NOAA

Their fecundity might be due to a developing La Niña.

The waters off San Francisco must be echoing with a glorious chorale of weee-oooos and uuuuurrrghhs. Spotters have reported a record number of gray, humpback, and massive blue whales in the region, making whale-watching as easy as strolling onto the Golden Gate Bridge.

The blowholed behemoths normally show up off California later in the summer or fall, but this year they’ve been cruising around since May. Their premature arrival is either good or bad news, depending on which theory you believe. Curran White at the Golden Gate National Parks Conservancy writes the draw might be plentiful food from a developing La Niña:

Dr. Sarah Allen, Ocean and Coastal Resources Program Lead for the Pacific West Region of the National Park Service, believes this gathering of whales is due to an abundance of prey (primarily anchovies). One theory suggests that nutrient-rich cold waters, stirred by La Nina conditions, are beckoning great numbers of fish.

“They [whales] wouldn’t be coming here unless there was a critical mass [of food],” Dr. Allen explains.

Then again, it might be because the whales were forced out of their southern homes:

“One of the reasons we have seen so many whales this early in the year, and so close to the coast, might be because of unfavorable conditions in their breeding grounds [off the coast of Central America and Mexico], which may have forced the animals to move north sooner than other years,” Dr. [Jaime] Jahncke says.

Locals wanting to get in on the action should head to the Golden Gate Bridge or coastal sites like Point Reyes, Pacifica Beach, Mori Point, and Lands End. And as always, if you stumble upon an unfortunate dead-whale beaching, report it to authorities and don’t desecrate it with your idiotic biker-gang graffiti.

About the Author

Most Popular

  1. Environment

    Why Flood Victims Blame Their City, Not the Climate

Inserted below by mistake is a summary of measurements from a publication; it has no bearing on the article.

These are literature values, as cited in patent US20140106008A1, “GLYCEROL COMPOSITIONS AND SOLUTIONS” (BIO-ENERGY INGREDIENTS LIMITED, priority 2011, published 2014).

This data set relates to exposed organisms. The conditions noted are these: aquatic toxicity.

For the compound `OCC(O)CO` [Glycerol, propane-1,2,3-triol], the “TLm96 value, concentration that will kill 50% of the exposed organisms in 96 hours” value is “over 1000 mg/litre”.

Cities may struggle to gain support for climate action plans because they haven’t dealt with infrastructure issues that regularly afflict residents.

  2. a photo rendering of "Siemensstadt 2.0" in Berlin
    Life

    Berlin's Take on a High-Tech ‘Smart City’ Could Be Different

    The German company Siemens is launching an ambitious adaptive reuse project to revitalize its historic corporate campus, with a modern data-collecting twist.

  3. Groups of people look at their phones while sitting in Washington Square Park in Manhattan.
    Life

    How Socially Integrated Is Your City? Ask Twitter.

    Using geotagged tweets, researchers found four types of social connectedness in big U.S. cities, exemplified by New York, San Francisco, Detroit, and Miami.

  4. a photo of Fred and Donald Trump.
    Perspective

    Donald Trump Knows How to End Homelessness

    As a real-estate developer, he repeatedly argued that building adequate housing requires federal subsidies. As president, he’s forgotten that.

  5. a photo of a woman on a SkyTrain car its way to the airport in Vancouver, British Columbia.
    Transportation

    In the City That Ride-Hailing Forgot, Change Is Coming

    Fears of congestion and a powerful taxi lobby have long kept ride-hailing apps out of transit-friendly Vancouver, British Columbia. That’s about to change.  

×